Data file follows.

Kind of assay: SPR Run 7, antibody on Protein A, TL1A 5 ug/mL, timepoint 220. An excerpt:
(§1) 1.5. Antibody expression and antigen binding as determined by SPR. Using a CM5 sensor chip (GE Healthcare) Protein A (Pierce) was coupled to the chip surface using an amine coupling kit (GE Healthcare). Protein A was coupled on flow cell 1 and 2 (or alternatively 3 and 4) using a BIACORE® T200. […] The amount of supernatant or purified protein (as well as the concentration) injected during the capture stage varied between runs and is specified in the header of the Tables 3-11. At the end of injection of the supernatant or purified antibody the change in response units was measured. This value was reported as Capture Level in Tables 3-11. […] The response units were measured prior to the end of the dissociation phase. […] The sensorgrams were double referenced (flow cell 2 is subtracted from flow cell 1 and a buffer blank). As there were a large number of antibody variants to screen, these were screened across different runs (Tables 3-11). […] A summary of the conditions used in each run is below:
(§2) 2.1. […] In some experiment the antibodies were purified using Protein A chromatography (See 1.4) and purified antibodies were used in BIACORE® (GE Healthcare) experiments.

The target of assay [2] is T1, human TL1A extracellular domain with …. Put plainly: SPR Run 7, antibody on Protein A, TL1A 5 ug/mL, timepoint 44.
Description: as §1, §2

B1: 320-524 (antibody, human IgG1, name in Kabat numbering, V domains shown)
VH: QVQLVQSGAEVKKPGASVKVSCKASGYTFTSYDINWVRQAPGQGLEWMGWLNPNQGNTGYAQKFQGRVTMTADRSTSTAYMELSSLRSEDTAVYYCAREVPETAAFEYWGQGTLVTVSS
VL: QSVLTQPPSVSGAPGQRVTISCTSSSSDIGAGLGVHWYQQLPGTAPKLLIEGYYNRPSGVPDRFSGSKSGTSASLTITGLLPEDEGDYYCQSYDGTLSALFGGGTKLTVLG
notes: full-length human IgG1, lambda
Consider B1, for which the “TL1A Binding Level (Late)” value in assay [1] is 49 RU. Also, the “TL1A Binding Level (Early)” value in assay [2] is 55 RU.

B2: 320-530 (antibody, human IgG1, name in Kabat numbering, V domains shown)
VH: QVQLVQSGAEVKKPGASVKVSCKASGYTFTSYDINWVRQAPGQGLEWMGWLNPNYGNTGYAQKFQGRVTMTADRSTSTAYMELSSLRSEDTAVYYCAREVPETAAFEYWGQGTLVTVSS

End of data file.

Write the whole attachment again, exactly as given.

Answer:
Kind of assay: SPR Run 7, antibody on Protein A, TL1A 5 ug/mL, timepoint 220. An excerpt:
(§1) 1.5. Antibody expression and antigen binding as determined by SPR. Using a CM5 sensor chip (GE Healthcare) Protein A (Pierce) was coupled to the chip surface using an amine coupling kit (GE Healthcare). Protein A was coupled on flow cell 1 and 2 (or alternatively 3 and 4) using a BIACORE® T200. […] The amount of supernatant or purified protein (as well as the concentration) injected during the capture stage varied between runs and is specified in the header of the Tables 3-11. At the end of injection of the supernatant or purified antibody the change in response units was measured. This value was reported as Capture Level in Tables 3-11. […] The response units were measured prior to the end of the dissociation phase. […] The sensorgrams were double referenced (flow cell 2 is subtracted from flow cell 1 and a buffer blank). As there were a large number of antibody variants to screen, these were screened across different runs (Tables 3-11). […] A summary of the conditions used in each run is below:
(§2) 2.1. […] In some experiment the antibodies were purified using Protein A chromatography (See 1.4) and purified antibodies were used in BIACORE® (GE Healthcare) experiments.

The target of assay [2] is T1, human TL1A extracellular domain with …. Put plainly: SPR Run 7, antibody on Protein A, TL1A 5 ug/mL, timepoint 44.
Description: as §1, §2

B1: 320-524 (antibody, human IgG1, name in Kabat numbering, V domains shown)
VH: QVQLVQSGAEVKKPGASVKVSCKASGYTFTSYDINWVRQAPGQGLEWMGWLNPNQGNTGYAQKFQGRVTMTADRSTSTAYMELSSLRSEDTAVYYCAREVPETAAFEYWGQGTLVTVSS
VL: QSVLTQPPSVSGAPGQRVTISCTSSSSDIGAGLGVHWYQQLPGTAPKLLIEGYYNRPSGVPDRFSGSKSGTSASLTITGLLPEDEGDYYCQSYDGTLSALFGGGTKLTVLG
notes: full-length human IgG1, lambda
Consider B1, for which the “TL1A Binding Level (Late)” value in assay [1] is 49 RU. Also, the “TL1A Binding Level (Early)” value in assay [2] is 55 RU.

B2: 320-530 (antibody, human IgG1, name in Kabat numbering, V domains shown)
VH: QVQLVQSGAEVKKPGASVKVSCKASGYTFTSYDINWVRQAPGQGLEWMGWLNPNYGNTGYAQKFQGRVTMTADRSTSTAYMELSSLRSEDTAVYYCAREVPETAAFEYWGQGTLVTVSS